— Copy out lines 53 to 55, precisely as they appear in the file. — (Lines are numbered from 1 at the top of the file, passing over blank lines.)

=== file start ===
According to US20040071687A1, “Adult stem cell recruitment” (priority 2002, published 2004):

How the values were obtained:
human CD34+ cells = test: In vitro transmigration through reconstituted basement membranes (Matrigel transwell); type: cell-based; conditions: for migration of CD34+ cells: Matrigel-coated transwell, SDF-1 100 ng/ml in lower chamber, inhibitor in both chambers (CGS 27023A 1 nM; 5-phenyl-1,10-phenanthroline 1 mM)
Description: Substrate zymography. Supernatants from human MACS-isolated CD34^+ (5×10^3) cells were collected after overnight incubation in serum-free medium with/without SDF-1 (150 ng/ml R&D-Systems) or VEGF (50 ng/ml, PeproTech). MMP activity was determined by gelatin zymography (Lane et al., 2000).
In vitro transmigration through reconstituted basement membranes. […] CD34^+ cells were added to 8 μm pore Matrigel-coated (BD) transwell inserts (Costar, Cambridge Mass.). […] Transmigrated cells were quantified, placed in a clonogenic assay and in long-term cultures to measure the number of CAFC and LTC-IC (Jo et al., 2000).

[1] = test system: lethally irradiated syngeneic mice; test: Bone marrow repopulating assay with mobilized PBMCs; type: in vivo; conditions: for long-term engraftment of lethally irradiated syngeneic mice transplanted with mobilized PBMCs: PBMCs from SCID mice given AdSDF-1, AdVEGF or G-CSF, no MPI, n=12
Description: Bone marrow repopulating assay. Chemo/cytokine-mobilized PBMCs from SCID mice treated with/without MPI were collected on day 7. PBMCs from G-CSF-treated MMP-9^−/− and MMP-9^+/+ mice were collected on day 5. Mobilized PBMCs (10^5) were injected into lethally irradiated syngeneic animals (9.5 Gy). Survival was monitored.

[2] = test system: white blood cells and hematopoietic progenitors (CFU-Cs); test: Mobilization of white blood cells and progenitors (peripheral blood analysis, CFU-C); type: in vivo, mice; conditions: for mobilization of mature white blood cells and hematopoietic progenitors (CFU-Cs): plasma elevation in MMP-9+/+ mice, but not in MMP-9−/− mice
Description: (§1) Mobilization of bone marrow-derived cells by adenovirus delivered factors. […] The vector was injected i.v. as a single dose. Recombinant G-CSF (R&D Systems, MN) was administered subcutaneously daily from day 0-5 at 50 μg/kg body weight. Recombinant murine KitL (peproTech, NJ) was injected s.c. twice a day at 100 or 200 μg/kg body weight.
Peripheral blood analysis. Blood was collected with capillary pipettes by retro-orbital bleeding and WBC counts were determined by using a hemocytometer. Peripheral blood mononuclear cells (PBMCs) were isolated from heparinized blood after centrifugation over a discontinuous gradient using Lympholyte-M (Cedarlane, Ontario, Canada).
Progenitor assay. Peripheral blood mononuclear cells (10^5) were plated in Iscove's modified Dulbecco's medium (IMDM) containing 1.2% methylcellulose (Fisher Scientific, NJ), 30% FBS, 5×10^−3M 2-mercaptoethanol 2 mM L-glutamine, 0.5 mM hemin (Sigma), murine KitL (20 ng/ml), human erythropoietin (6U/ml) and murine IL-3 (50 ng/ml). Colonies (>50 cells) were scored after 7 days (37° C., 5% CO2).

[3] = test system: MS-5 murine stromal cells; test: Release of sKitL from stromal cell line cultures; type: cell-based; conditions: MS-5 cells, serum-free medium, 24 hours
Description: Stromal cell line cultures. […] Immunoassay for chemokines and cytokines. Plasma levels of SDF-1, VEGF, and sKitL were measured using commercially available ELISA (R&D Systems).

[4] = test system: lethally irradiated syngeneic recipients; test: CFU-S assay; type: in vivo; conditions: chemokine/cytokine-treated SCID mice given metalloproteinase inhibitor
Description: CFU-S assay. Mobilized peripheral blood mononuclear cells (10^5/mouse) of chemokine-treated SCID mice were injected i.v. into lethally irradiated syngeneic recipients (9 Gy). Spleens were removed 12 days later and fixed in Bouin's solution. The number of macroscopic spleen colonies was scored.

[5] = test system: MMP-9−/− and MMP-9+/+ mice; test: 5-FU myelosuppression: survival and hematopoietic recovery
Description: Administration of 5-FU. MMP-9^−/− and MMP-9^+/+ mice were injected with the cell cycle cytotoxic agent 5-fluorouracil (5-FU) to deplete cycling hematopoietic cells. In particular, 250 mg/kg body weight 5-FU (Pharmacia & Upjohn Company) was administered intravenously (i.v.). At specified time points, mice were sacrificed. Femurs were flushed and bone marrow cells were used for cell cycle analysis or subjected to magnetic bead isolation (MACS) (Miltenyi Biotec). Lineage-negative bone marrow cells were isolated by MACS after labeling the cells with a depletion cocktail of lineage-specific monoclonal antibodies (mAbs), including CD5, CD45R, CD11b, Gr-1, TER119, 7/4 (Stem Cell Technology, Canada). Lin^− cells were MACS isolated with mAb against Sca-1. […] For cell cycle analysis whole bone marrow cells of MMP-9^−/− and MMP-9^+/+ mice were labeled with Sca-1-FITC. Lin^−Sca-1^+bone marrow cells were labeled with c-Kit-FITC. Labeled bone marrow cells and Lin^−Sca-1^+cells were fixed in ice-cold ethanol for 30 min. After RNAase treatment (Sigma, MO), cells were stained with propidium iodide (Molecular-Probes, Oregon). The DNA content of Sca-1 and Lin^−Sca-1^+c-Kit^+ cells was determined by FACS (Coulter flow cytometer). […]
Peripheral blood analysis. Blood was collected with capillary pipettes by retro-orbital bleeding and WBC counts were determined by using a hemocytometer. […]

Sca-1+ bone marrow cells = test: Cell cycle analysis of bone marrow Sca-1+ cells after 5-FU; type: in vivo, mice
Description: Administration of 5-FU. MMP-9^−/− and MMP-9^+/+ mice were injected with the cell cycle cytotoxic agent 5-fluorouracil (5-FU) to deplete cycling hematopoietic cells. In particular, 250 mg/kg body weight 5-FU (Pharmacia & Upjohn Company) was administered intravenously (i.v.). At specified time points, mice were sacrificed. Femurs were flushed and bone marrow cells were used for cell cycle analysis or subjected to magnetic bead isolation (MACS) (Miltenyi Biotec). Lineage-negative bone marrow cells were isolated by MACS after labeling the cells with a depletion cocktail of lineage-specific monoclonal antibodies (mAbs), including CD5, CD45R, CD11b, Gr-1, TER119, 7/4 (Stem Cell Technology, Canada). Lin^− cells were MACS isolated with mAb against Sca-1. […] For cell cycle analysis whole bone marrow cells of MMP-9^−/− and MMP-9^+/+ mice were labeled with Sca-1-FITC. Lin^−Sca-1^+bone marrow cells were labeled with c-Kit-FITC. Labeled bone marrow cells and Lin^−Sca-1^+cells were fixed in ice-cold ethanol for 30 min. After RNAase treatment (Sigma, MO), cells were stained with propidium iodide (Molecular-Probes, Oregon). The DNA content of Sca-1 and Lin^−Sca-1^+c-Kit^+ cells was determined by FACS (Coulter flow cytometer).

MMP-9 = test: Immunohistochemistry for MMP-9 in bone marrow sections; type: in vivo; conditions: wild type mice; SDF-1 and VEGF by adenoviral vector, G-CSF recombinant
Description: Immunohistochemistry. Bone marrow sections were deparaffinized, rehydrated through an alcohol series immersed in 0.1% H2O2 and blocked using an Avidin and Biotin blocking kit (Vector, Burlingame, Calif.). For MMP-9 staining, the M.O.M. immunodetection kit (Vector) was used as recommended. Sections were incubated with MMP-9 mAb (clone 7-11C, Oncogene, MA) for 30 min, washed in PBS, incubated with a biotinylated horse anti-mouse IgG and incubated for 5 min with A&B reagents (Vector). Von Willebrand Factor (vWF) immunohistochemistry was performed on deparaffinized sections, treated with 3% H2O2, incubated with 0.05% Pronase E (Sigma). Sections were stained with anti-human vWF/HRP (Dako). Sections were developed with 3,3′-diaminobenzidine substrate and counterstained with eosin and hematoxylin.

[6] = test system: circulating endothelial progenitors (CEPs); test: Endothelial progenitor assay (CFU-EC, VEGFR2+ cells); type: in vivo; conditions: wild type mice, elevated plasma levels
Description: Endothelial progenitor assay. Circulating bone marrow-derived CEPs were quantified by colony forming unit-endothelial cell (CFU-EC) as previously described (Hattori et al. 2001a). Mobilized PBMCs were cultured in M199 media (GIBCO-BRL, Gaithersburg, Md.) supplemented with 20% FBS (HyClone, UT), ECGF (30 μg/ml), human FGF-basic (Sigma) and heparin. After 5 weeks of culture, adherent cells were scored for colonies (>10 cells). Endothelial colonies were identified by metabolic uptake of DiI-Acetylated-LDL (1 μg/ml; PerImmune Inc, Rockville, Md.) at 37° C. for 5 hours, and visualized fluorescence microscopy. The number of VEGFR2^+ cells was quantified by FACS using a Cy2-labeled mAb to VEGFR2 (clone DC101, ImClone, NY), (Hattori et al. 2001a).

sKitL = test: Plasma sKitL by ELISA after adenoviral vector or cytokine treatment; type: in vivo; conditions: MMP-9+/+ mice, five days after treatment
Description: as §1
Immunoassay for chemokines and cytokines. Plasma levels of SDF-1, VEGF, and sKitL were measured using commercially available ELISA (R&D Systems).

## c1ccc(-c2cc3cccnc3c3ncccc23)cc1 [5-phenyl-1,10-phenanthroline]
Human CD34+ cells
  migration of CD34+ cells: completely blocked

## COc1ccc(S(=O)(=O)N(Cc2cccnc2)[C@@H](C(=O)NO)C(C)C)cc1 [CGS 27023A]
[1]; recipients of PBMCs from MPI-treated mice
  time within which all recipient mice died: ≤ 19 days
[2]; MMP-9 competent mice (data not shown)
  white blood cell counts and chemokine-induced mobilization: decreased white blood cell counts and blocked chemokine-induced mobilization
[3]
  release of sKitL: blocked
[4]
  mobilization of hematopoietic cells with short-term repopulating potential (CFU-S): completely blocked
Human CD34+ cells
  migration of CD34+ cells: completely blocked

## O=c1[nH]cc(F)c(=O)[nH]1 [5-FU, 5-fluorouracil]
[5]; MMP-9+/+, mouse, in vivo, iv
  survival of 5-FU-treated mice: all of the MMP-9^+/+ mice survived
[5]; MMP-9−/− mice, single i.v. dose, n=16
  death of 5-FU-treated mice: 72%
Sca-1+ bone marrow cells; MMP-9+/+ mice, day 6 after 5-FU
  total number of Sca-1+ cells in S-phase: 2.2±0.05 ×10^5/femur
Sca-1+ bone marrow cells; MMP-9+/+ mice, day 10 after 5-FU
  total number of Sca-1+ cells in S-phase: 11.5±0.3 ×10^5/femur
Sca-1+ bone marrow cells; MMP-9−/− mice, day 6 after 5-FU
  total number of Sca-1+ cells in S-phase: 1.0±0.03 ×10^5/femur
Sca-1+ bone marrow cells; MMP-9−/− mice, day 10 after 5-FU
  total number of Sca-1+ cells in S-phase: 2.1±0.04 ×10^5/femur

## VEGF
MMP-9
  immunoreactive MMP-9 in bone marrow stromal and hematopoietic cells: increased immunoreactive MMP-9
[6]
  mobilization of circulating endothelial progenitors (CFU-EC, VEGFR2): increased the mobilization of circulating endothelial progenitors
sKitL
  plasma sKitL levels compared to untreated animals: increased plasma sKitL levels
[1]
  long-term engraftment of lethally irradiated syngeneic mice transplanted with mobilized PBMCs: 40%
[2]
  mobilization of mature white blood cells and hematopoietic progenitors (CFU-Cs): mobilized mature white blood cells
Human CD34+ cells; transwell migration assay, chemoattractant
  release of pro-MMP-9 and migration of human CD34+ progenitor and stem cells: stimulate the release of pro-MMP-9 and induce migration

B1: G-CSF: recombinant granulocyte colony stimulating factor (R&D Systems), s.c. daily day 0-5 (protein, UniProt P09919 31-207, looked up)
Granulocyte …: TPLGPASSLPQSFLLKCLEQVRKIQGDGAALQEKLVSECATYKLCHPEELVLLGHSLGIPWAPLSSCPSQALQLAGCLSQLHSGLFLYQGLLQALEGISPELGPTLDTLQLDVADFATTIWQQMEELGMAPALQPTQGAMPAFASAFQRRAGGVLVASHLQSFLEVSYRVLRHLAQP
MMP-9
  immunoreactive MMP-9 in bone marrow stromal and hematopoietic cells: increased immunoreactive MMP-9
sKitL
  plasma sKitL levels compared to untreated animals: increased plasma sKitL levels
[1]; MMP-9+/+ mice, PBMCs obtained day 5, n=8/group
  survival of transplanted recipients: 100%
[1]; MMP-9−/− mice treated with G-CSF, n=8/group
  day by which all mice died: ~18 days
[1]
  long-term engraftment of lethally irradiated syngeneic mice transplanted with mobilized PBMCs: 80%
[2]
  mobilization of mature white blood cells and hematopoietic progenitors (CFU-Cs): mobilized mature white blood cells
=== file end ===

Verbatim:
Sca-1+ bone marrow cells; MMP-9−/− mice, day 10 after 5-FU
  total number of Sca-1+ cells in S-phase: 2.1±0.04 ×10^5/femur

## VEGF